The 75th Anniversary season of the London Philharmonic Orchestra was opened in style last night by Vladimir Jurowski, leading his first concert as the LPO's new Principal Conductor. Jurowski is, of course, no stranger to the orchestra, having been Principal Guest Conductor since 2003 and Music Director of Glyndebourne Festival Opera since 2001, where the LPO performs every summer.
The benefits of having thus established a relationship with the orchestra are apparent; indeed, in conversation with Anthony Burton in a pre-concert talk, Jurowski admitted that taking on the role of Principal Conductor feels like a 'natural continuation' for him, and one which essentially allows him to explore a wider repertoire with the players.
At first glance, the choice of the evening's programme - Wagner, Berg and Mahler - may not seem to expand the orchestra's involvement with Austro-Germanic repertoire per se, but the selection of pieces were rather more daring than first impressions would have one believe. It was, however, a well-thought-out and cohesive programme.
The concert opened with Wagner's Parsifal Prelude, performed here also with the concert ending. Jurowski noted Wagner's imposing status as grandfather, predecessor and founder of the new twentieth-century music, but chose Parsifal rather than the more obvious Tristan in the belief that it is this more conservative Wagner that brought about the music of Debussy and Berg. If the orchestra was rather tentative through the first half of the piece, it seemed to be due to unfamiliarity with the newly refurbished hall and acoustic, rather than with Jurowski, and eventually the music unfolded with beautifully refined elegance, with strings and woodwind colours blending well.
Berg's Three Pieces for Orchestra, Op.6, took the place of a concerto, effectively a concerto for orchestra with its densely complex and demanding writing. Written between 1912 and 1914, the horrors of First-World-War evidently cast dark shadows over the three brief movements, in particular the final Marsch, where timpani recall the war-like blows of Mahler's Sixth Symphony. The orchestra executed a remarkable performance, and Jurowski blossomed through the piece, coming into his own by the final movement. If the level of trust and empathy between ensemble and conductor is an indicator of things to come, the seventy-fifth anniversary season should certainly be one of note.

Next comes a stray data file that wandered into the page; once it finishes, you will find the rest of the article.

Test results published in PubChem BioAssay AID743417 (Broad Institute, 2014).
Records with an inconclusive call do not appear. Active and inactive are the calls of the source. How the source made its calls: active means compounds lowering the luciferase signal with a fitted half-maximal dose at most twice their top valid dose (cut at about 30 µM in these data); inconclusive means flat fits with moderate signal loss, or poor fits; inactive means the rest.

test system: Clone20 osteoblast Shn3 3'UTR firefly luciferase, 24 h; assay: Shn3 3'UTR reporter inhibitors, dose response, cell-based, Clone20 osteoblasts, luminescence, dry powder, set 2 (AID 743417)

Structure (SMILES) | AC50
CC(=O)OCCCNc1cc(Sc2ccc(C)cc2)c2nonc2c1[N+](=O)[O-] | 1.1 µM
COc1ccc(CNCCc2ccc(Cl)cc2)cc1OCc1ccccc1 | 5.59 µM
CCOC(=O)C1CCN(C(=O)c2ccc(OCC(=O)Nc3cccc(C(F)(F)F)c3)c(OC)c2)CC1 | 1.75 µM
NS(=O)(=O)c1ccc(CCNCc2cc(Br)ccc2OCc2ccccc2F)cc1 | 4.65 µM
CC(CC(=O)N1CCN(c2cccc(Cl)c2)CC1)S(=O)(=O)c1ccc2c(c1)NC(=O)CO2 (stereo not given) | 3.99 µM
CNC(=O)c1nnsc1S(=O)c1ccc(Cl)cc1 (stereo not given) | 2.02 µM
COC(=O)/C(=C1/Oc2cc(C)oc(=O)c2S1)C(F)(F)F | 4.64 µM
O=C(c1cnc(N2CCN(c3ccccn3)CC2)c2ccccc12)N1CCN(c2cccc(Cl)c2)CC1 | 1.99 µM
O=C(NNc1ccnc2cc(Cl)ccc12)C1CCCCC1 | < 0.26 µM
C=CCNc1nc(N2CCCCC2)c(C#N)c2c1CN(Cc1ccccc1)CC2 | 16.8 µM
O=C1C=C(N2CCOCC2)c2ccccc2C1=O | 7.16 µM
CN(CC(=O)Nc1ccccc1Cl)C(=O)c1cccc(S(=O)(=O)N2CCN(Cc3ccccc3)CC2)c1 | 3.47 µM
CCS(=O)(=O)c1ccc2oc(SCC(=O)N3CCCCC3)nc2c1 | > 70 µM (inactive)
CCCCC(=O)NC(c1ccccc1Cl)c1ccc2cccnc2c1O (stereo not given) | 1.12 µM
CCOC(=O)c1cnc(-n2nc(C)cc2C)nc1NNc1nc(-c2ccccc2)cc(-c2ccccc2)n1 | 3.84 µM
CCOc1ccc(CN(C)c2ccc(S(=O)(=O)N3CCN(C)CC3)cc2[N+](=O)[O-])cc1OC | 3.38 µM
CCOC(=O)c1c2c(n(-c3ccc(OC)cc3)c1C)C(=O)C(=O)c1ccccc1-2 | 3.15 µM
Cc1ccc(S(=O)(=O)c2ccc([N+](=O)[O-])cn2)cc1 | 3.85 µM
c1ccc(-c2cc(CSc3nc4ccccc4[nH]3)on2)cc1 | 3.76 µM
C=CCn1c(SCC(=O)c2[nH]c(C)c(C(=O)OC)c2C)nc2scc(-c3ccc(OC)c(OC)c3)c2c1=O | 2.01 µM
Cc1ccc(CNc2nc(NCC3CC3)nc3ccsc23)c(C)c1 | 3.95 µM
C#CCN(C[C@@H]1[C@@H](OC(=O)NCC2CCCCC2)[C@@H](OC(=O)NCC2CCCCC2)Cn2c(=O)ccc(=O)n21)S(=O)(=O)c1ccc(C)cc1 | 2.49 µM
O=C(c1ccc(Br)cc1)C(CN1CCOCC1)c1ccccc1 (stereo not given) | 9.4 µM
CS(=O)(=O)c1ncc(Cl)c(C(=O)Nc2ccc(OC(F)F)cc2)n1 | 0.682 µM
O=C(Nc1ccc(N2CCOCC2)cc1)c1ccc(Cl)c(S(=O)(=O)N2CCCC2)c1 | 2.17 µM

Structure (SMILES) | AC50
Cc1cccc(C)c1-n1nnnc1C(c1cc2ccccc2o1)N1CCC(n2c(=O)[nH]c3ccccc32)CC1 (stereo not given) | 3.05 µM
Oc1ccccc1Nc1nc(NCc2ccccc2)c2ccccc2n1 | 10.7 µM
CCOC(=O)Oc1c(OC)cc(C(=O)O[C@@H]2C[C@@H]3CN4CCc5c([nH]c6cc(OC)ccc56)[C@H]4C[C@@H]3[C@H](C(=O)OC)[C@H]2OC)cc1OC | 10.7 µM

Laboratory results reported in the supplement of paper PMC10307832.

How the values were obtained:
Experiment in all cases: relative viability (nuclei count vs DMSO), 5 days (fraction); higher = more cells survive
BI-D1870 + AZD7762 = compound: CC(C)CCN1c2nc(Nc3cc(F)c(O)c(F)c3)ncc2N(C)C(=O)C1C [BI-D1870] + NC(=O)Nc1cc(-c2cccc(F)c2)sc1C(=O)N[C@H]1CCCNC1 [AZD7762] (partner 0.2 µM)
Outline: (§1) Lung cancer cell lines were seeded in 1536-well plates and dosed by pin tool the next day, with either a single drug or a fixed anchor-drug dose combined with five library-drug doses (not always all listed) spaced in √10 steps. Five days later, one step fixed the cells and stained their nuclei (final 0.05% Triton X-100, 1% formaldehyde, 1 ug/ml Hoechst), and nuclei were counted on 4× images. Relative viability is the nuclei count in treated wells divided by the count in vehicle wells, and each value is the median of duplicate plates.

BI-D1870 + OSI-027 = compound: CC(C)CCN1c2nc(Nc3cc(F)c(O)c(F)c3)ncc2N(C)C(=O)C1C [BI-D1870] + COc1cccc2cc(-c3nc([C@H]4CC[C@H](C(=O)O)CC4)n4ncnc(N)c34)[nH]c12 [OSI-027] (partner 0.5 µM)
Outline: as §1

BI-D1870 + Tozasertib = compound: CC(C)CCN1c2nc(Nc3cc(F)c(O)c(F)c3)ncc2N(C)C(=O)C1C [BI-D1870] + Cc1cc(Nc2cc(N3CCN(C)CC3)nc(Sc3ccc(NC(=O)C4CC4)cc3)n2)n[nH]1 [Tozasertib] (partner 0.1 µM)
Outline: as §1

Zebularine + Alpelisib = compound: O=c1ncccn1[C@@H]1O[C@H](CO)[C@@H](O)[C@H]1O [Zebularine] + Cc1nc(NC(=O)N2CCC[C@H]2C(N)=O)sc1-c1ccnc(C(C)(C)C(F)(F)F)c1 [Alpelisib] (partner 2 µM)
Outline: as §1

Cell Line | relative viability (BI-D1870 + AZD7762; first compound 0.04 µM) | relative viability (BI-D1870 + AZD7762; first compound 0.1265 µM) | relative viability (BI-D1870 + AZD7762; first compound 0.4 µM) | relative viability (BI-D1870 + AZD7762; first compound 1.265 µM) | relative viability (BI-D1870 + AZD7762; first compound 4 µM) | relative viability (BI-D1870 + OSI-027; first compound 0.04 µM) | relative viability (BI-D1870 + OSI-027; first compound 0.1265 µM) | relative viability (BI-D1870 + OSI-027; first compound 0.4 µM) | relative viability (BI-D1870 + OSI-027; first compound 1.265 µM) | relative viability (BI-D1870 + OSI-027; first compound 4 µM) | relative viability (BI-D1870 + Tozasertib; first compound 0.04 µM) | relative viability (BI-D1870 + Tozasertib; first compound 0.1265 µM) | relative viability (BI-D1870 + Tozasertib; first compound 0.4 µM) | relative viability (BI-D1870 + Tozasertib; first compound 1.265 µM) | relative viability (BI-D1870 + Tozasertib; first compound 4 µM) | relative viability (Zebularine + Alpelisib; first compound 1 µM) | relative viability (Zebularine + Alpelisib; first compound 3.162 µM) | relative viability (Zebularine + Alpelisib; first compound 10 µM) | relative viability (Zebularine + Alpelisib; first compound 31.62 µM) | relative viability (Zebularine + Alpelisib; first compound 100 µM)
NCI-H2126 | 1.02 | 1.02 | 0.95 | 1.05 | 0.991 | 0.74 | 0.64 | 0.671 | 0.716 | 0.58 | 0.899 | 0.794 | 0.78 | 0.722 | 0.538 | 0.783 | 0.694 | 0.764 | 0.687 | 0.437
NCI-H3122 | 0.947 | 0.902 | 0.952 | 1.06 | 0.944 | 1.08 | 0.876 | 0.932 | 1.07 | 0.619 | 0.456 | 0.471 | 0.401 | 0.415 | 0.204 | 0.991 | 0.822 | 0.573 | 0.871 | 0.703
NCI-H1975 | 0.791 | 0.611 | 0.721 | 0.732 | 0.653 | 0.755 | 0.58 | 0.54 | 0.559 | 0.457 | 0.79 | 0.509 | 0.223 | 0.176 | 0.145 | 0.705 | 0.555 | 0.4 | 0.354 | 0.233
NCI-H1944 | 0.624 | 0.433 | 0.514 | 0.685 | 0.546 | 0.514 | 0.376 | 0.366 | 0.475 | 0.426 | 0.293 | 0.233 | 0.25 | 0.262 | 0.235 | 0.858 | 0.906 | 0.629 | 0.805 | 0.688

Mahler's Das Klagende Lied, his so-called Opus 1, followed the interval. Performing the work in its complete and original form, a 'more daring and revolutionary' version according to Jurowski, the orchestra were joined by five soloists, soprano Marisol Montalvo, mezzo-soprano Hedwig Fassbender, tenor Michael Hendrick, baritone Anthony Michaels-Moore and an impressive boy treble performance from Dominic Fernandes, who carried off a huge swooping range. Whilst the soprano appeared in a stunning gown, it was unfortunately not matched by vocal prowess; her vocals too thin and projection too weak to cope with the demands of a Mahlerian orchestral accompaniment. Indeed with the exception of the treble and the briefly-used baritone, the soloists let down an otherwise commendable performance by the LPO, the London Phiharmonic Choir and members of the Glyndebourne Chorus. Not having conducted Mahler until this year - believing Sollertinsky's reading of Mahler's symphonic oeuvre as a 'metasymphony', Jurowski feels he can only conduct the symphonies in order, and Klagende is a necessary starting point - the performance was far from being overly academic. On the contrary, it was clear that Jurowski felt a deep involvement with the emotional trajectory of the work, right through to its desolate ending.
This was certainly a solid, if not exhilarating performance to begin the season; one can only hope that as the orchestra and conductor adjust to their new surroundings, the potential for a awe-inspiring collaboration is realised soon.